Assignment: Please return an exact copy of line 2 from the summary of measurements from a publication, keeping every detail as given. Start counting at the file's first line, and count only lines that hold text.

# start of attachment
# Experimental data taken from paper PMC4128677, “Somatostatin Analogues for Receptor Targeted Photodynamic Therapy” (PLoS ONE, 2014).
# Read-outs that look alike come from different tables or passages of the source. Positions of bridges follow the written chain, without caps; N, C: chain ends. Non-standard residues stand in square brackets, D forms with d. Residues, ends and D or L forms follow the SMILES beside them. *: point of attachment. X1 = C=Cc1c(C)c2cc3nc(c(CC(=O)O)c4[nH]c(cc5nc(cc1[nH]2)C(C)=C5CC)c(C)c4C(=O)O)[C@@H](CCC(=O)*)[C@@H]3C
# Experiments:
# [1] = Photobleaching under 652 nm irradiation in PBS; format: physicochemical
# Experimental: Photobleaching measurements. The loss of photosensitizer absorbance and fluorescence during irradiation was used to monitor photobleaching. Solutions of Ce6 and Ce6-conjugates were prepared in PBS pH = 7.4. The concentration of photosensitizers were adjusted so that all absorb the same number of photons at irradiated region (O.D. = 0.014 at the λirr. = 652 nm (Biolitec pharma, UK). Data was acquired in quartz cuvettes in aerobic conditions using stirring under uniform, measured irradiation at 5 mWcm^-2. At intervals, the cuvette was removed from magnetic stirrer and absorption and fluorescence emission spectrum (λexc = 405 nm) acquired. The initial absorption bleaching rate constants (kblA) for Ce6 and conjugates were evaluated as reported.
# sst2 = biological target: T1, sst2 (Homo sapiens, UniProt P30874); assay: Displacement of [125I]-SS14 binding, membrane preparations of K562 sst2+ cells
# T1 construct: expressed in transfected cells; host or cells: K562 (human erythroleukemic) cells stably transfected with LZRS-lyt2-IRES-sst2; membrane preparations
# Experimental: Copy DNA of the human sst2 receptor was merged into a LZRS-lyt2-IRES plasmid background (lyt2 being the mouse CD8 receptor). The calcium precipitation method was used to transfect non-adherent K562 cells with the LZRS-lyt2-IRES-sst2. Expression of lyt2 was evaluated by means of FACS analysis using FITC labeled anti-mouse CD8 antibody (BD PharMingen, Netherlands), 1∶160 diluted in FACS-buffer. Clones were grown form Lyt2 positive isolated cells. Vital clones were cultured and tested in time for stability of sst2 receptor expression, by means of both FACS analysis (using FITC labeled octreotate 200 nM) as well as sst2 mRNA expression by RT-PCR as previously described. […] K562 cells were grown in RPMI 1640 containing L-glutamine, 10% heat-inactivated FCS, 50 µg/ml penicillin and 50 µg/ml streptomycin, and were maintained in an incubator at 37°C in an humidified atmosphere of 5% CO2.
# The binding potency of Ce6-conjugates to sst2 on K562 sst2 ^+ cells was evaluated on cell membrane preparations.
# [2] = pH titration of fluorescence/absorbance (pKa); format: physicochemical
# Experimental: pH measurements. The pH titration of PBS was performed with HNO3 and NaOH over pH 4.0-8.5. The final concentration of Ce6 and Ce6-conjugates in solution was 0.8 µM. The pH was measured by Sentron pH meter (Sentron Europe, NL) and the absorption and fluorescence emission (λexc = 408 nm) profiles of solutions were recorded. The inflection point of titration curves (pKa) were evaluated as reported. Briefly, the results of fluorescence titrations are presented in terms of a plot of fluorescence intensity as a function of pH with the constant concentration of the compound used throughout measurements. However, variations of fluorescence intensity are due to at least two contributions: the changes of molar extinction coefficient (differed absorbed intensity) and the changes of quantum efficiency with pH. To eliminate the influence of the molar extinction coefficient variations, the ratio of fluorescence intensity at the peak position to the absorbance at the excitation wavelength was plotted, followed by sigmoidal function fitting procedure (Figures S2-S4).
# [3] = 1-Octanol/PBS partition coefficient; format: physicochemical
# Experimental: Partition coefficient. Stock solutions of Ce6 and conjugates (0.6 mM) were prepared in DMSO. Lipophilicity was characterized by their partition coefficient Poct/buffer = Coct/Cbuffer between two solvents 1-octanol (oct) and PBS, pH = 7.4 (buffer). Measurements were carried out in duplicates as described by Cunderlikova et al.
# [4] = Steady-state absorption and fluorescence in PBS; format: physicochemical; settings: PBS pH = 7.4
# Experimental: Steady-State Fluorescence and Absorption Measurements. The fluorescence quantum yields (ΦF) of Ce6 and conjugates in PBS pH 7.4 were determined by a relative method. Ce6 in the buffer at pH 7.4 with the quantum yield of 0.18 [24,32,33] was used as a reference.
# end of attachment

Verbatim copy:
# Read-outs that look alike come from different tables or passages of the source. Positions of bridges follow the written chain, without caps; N, C: chain ends. Non-standard residues stand in square brackets, D forms with d. Residues, ends and D or L forms follow the SMILES beside them. *: point of attachment. X1 = C=Cc1c(C)c2cc3nc(c(CC(=O)O)c4[nH]c(cc5nc(cc1[nH]2)C(C)=C5CC)c(C)c4C(=O)O)[C@@H](CCC(=O)*)[C@@H]3C